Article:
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Suspended from the first blow. Lack of vaccines is hitting poor countries

LONDON (AP) – Nearly 60 countries, including some of the world’s poorest, could be shut down during the first round of their coronavirus vaccines, as almost all deliveries through the global program to help them are blocked until the end of June.

COVAX, a global initiative to provide vaccines to countries that do not have the power to negotiate low supplies, delivered more than 25,000 doses to low-income countries only twice last week. Deliveries have been suspended since Monday.

Over the past two weeks, according to data collected daily by UNICEF, a total of less than 2 million COVAX doses have been cleared for delivery to 92 developing countries, with the same amount injected in the UK alone.

The head of the World Health Organization on Friday criticized the “shocking imbalance” of the COVID-19 global vaccine. WHO Director-General Tedros Adanom Hebreus said that although one in four people in rich countries had been vaccinated, only one in 500 in poorer countries had received the dose.

The shortage of the vaccine stems largely from India’s decision to stop exporting the vaccine from the Serum Institute plant, which produces the vast majority of doses of AstraZeneca that COVAX hoped to supply to a third of the world’s population as the coronavirus spreads around the world.

COVAX will only deliver vaccines cleared by the WHO, Countries are becoming more and more patient. Suppliers are shrinking slightly from the first countries to receive COVAX deliveries, and the expected delivery of second doses in the currently offered 12-week window is now in doubt. The vaccine alliance, known as GAVI, told the Associated Press in a statement that 60 countries were suffering from delays.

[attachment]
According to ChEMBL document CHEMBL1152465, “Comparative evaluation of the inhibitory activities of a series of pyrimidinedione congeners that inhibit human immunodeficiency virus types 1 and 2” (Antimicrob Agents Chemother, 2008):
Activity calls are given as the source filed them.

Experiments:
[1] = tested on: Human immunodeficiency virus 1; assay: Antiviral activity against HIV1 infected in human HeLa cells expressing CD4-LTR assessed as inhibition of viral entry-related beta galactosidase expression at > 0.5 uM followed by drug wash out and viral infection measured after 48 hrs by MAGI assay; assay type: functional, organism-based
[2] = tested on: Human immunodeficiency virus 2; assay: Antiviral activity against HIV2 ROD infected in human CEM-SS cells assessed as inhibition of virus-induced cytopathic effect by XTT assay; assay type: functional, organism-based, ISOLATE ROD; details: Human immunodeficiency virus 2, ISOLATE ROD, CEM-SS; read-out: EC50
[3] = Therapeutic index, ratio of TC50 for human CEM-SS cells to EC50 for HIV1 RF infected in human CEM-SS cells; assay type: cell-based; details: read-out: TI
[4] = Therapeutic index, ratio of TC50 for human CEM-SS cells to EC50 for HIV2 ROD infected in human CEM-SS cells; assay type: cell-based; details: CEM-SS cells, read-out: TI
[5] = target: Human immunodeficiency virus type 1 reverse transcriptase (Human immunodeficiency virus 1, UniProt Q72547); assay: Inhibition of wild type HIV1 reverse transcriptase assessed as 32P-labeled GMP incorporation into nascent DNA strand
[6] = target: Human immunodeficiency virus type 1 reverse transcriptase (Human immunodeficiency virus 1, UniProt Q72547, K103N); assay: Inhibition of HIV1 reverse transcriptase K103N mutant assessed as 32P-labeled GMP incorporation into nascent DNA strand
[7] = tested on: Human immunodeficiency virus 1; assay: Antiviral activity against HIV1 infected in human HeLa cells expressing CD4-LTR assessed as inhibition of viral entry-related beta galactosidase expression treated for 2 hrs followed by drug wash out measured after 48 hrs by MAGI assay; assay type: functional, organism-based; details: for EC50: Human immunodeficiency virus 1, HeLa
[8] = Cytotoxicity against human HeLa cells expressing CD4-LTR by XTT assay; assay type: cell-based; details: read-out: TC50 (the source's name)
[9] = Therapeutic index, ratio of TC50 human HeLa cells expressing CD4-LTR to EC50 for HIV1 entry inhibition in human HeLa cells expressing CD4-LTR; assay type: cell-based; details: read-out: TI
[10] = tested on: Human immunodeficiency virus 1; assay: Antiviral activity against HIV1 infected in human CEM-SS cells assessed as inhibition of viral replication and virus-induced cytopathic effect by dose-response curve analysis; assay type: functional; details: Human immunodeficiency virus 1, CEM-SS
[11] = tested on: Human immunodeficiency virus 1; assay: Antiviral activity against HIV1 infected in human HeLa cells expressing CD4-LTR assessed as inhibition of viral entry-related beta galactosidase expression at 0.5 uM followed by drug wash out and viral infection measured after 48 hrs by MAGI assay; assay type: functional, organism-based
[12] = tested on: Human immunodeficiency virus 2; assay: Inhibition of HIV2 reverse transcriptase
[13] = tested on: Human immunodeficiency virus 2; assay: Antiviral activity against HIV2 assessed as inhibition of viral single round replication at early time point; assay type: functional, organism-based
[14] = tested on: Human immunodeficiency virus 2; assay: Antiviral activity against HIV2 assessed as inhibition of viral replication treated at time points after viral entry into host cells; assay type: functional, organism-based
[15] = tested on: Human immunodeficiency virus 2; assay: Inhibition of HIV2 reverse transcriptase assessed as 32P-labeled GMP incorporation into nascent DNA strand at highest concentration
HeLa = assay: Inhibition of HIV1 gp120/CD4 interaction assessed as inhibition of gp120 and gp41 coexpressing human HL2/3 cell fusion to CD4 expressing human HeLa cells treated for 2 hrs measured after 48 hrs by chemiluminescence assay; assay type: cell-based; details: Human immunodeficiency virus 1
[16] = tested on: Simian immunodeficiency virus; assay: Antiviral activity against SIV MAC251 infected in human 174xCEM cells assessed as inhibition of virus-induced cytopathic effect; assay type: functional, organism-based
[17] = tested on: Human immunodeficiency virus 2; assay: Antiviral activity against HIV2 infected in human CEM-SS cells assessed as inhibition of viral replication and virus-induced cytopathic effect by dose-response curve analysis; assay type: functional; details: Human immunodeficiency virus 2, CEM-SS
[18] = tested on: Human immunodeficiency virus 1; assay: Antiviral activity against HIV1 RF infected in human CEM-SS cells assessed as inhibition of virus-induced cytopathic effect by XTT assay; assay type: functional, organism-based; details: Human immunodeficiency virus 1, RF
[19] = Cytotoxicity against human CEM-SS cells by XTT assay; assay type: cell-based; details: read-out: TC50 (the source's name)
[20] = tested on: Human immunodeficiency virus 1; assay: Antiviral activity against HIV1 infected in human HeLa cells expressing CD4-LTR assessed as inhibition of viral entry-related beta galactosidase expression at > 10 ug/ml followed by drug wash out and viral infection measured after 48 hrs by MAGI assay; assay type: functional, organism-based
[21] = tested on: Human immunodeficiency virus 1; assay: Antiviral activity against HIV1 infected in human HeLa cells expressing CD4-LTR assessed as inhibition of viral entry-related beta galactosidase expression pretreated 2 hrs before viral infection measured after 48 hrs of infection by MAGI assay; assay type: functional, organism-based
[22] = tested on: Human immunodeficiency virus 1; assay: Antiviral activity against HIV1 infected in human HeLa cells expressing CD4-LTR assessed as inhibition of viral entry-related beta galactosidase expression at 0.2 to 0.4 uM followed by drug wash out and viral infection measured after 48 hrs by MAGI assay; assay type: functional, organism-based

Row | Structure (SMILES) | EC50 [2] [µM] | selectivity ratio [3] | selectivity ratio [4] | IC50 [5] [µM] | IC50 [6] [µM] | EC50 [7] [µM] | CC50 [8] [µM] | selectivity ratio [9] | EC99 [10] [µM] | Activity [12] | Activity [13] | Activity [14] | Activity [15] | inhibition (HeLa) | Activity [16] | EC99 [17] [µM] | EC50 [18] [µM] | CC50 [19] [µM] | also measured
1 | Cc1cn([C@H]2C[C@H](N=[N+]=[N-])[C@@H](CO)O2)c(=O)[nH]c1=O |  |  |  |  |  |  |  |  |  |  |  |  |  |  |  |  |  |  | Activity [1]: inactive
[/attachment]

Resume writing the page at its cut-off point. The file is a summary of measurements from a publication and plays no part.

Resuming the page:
Many of those who arrived for their first strikes in the vaccination tents at Kenyatta National Hospital in Nairobi were worried about when the second one would arrive.

“My fear is that if I do not take the second dose, my immune system will be weak, so I may die,” said Oscar Odinga, a civil servant.

WTO internal documents obtained by the WTO show uncertainty about deliveries “some countries are losing faith in COVAX (efforts)”. This prompts the WHO to consider speeding up the introduction of vaccines from China and Russia that are not authorized by any regulator in Europe or North America.

The WHO documents show that the UN agency is facing questions about the distribution of COVAX participants, except for “uncertainty as to whether all those vaccinated in the first phase are guaranteed a second dose”.

The WHO declined to comment specifically on domestic issues, but had previously said that countries “very much want” to receive the vaccine as soon as possible, and said it had not heard any complaints in the process.

Concerns about the AstraZeneca’s “rare blood tissue connection” shooting have also “created anxiety about both its safety and effectiveness,” the WHO said in a statement. Among his proposed solutions is the decision to “speed up the review of additional goods” from China and Russia.

The WHO announced last month that it was possible to put Chinese vaccines under the green light by the end of April.